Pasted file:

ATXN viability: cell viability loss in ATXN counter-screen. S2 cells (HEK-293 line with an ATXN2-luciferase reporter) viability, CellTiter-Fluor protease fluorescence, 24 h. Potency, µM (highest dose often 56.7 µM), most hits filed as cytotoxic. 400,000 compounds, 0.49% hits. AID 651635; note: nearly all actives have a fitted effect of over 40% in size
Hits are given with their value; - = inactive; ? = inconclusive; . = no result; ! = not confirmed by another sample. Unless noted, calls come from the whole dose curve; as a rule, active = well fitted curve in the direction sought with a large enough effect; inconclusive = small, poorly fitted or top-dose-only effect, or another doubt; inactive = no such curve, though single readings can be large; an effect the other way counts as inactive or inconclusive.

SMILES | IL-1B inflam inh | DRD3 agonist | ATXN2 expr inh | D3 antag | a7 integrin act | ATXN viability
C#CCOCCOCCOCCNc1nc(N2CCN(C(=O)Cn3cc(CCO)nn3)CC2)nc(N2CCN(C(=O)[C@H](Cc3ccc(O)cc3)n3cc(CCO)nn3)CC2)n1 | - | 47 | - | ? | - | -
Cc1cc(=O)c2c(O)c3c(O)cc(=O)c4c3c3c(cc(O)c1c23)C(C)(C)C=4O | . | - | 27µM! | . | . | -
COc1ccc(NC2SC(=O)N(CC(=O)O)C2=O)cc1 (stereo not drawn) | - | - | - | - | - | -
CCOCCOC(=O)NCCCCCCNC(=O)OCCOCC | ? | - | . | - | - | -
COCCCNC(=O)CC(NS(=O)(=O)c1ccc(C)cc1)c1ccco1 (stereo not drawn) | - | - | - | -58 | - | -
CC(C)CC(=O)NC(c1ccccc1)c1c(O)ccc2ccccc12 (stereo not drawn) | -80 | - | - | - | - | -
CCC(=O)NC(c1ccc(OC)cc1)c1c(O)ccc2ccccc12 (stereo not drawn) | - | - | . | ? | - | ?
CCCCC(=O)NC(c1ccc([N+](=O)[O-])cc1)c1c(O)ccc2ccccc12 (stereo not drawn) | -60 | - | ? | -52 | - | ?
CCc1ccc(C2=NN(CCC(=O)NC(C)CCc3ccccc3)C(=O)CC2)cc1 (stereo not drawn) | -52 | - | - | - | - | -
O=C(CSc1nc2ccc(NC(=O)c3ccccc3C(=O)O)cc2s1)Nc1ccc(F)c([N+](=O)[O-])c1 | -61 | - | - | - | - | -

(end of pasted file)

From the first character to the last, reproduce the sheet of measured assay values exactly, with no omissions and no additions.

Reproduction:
ATXN viability: cell viability loss in ATXN counter-screen. S2 cells (HEK-293 line with an ATXN2-luciferase reporter) viability, CellTiter-Fluor protease fluorescence, 24 h. Potency, µM (highest dose often 56.7 µM), most hits filed as cytotoxic. 400,000 compounds, 0.49% hits. AID 651635; note: nearly all actives have a fitted effect of over 40% in size
Hits are given with their value; - = inactive; ? = inconclusive; . = no result; ! = not confirmed by another sample. Unless noted, calls come from the whole dose curve; as a rule, active = well fitted curve in the direction sought with a large enough effect; inconclusive = small, poorly fitted or top-dose-only effect, or another doubt; inactive = no such curve, though single readings can be large; an effect the other way counts as inactive or inconclusive.

SMILES | IL-1B inflam inh | DRD3 agonist | ATXN2 expr inh | D3 antag | a7 integrin act | ATXN viability
C#CCOCCOCCOCCNc1nc(N2CCN(C(=O)Cn3cc(CCO)nn3)CC2)nc(N2CCN(C(=O)[C@H](Cc3ccc(O)cc3)n3cc(CCO)nn3)CC2)n1 | - | 47 | - | ? | - | -
Cc1cc(=O)c2c(O)c3c(O)cc(=O)c4c3c3c(cc(O)c1c23)C(C)(C)C=4O | . | - | 27µM! | . | . | -
COc1ccc(NC2SC(=O)N(CC(=O)O)C2=O)cc1 (stereo not drawn) | - | - | - | - | - | -
CCOCCOC(=O)NCCCCCCNC(=O)OCCOCC | ? | - | . | - | - | -
COCCCNC(=O)CC(NS(=O)(=O)c1ccc(C)cc1)c1ccco1 (stereo not drawn) | - | - | - | -58 | - | -
CC(C)CC(=O)NC(c1ccccc1)c1c(O)ccc2ccccc12 (stereo not drawn) | -80 | - | - | - | - | -
CCC(=O)NC(c1ccc(OC)cc1)c1c(O)ccc2ccccc12 (stereo not drawn) | - | - | . | ? | - | ?
CCCCC(=O)NC(c1ccc([N+](=O)[O-])cc1)c1c(O)ccc2ccccc12 (stereo not drawn) | -60 | - | ? | -52 | - | ?
CCc1ccc(C2=NN(CCC(=O)NC(C)CCc3ccccc3)C(=O)CC2)cc1 (stereo not drawn) | -52 | - | - | - | - | -
O=C(CSc1nc2ccc(NC(=O)c3ccccc3C(=O)O)cc2s1)Nc1ccc(F)c([N+](=O)[O-])c1 | -61 | - | - | - | - | -